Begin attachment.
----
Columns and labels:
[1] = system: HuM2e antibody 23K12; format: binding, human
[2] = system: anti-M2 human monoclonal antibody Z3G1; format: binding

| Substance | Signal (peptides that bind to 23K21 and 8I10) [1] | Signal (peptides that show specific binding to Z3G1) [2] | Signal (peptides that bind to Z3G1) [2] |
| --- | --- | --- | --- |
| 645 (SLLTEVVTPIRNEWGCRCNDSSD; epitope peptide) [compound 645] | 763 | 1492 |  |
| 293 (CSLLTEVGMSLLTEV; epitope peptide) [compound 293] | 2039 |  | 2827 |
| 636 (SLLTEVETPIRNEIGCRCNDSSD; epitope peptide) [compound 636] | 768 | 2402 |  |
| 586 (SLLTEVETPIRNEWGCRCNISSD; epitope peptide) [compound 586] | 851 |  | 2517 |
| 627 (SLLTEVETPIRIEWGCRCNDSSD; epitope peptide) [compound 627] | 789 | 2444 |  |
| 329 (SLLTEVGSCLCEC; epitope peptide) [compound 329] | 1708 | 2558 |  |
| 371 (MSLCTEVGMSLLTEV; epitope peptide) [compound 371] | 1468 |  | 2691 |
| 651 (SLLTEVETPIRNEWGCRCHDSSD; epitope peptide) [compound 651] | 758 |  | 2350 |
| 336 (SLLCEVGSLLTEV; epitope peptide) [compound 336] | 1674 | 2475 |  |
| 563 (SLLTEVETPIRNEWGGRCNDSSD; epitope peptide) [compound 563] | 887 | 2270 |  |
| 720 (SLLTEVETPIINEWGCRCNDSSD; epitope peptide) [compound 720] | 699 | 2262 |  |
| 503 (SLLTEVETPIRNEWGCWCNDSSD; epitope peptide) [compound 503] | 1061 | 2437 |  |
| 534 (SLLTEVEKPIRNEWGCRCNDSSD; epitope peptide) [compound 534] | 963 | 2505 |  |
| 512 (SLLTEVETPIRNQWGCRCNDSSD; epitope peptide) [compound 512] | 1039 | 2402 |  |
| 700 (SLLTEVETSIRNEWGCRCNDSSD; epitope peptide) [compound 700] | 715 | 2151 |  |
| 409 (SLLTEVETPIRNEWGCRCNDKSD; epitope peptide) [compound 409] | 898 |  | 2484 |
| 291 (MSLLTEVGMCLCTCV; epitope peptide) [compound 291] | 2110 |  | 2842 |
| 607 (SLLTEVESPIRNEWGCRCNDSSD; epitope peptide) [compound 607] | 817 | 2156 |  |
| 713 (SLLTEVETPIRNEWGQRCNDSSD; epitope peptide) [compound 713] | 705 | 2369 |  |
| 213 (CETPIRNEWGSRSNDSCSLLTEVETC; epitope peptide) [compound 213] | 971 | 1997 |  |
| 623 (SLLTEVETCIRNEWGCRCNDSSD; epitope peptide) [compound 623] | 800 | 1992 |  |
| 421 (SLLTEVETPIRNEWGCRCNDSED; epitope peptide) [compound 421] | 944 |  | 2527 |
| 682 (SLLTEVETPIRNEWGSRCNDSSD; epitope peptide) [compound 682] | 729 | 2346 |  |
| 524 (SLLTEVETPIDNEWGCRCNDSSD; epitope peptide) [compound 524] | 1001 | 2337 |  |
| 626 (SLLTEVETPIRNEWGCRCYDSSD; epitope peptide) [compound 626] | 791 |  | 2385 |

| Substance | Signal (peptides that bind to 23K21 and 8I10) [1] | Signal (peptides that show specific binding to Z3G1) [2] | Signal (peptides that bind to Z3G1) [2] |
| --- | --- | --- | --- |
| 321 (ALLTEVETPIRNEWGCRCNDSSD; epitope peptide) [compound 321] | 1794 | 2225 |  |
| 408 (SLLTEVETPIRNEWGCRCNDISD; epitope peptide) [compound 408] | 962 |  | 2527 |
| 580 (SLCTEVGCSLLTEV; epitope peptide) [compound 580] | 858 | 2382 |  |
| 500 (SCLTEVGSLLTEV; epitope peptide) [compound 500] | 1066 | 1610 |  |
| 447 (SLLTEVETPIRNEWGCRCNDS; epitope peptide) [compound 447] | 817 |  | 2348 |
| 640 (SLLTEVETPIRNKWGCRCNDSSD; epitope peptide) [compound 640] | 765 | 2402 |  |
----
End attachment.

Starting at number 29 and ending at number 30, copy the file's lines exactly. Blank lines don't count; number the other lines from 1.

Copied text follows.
| 524 (SLLTEVETPIDNEWGCRCNDSSD; epitope peptide) [compound 524] | 1001 | 2337 |  |
| 626 (SLLTEVETPIRNEWGCRCYDSSD; epitope peptide) [compound 626] | 791 |  | 2385 |